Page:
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What Labour's planning reforms might mean for the Harrogate district

Tuesday, 9 July 2024 12:28

By Thomas Barrett, Local Democracy Reporter

The Labour Party has wasted no time in grasping the nettle of planning reform since they came to power on Friday.

During a speech yesterday, new chancellor Rachel Reeves outlined how she believes rewriting the country’s onerous planning laws will be key to growing the economy.

The changes will be far-reaching and impact the Harrogate district, which the government will hope reverses the trend of our area being one of the most unaffordable places to live in the country.

Housebuilding targets

Ms Reeves said mandatory housebuilding targets for councils would be restored.

She said Labour wants to see 1.5 million homes built in England throughout this parliament but insisted this would not mean giving a “green light” to every housing development.

Each council area will be expected to take their share, including North Yorkshire Council, which has responsibility for planning in the Harrogate district.

According to government statistics, Harrogate has gone from just 50 new homes being built in 2012/13 to 940 in 2022/23.

Harrogate Borough Council’s Local Plan, which is still active until North Yorkshire Council agrees on a county-wide document, states more than 12,000 new homes can be built here between 2014 and 2035.

But there have been long-standing concerns about infrastructure being unable to cope, so the council will be hoping that any increase in housebuilding is matched with extra funding for roads, schools and health facilities.

More planning officers.

Before it was abolished, Harrogate Borough Council was struggling to cope with the volume of planning applications due to a lack of specialised planning officers.

Ms Reeves has pledged to create 300 more officers across the country to help under pressure councils deal with applications and ease the burden locally.

Green belt

Perhaps the most sensitive element of the planning reforms is the promise that new homes could be built on parts of the green belt.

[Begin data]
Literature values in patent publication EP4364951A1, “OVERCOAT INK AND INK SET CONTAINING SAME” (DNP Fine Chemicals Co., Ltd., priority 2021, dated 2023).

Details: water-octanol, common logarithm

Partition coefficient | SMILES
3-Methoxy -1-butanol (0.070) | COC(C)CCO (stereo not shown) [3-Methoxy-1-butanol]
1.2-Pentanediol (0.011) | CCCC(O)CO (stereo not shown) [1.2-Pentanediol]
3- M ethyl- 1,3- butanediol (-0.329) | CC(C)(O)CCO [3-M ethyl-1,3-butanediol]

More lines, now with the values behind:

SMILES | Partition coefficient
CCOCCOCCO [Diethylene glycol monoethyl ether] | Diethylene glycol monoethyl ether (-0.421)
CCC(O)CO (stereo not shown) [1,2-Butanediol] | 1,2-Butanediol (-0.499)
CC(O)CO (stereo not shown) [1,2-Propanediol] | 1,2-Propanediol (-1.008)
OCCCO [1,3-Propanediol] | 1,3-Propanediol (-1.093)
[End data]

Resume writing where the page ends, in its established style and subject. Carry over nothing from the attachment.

These are areas around towns or cities that are strictly off-limits for housebuilding currently.

Ms Reeves said Labour would open up building on the ‘grey belt’, which has been vaguely defined as lower-quality green belt land.

The Harrogate district incorporates parts of two different green belts, namely the West Yorkshire Green Belt and the York Green Belt.

These were set up decades ago to protect the special character of Harrogate and Knaresborough and prevent them from merging.

Building on parts of the green belt would create more space and Labour says any housebuilding there would include 50% affordable homes.

But it would be highly controversial with many people valuing the green belt as part of what makes our countryside special.

Speaking at a hustings event before he was elected, new Liberal Democrat MP Tom Gordon responded to concerns that green fields could be lost to housebuilding in Harrogate by saying he prefers brownfield sites and town centres to be developed.

Mr Gordon said:

“Bringing people into towns so they’re living and working there is a quick win.”

War on NIMBYs?

In each of Harrogate’s largest planning applications in recent years, from Kingsley Drive to Ripon Barracks, communities have mobilised to put in objections and thwart builders from putting spades in the ground.

But in nearly all of these cases, residents only managed to delay the process, with the homes eventually getting approved.

Residents that some derogatorily call NIMBYs (Not In My Back Yard) flood council planning committees to try and sway councillors’ opinions on applications but Labour believes local opposition is a major obstacle to their plans for growth.

Ms Reeves said the party is prepared to be unpopular, with unhappy residents being a trade-off that it’s willing to accept to get the country building.

Windfarm boom

Since the construction of Knabbs Ridge wind farm near Felliscliffe in 2008 no other major wind infrastructure has been built in the Harrogate district.

David Cameron’s government put a stop to all new on-shore windfarms in 2015.

But Ms Reeves said the government will immediately reverse what she called an “absurd” ban.

Wind farms can help the UK be more energy self-sufficient and reduce carbon emissions but they are not always popular, due to concerns about their appearance, noise and impact on wildlife.

A previous bid for a wind farm on the outskirts of Beckwithshaw received hundreds of objections in 2015.

Ms Reeves said the government would look to bypass local concerns about windfarms by making decisions about them at a national level.

She said:

“We will also go further and consult on bringing onshore wind back into the Nationally Significant Infrastructure Projects regime, meaning decisions on large developments will be taken nationally not locally.”

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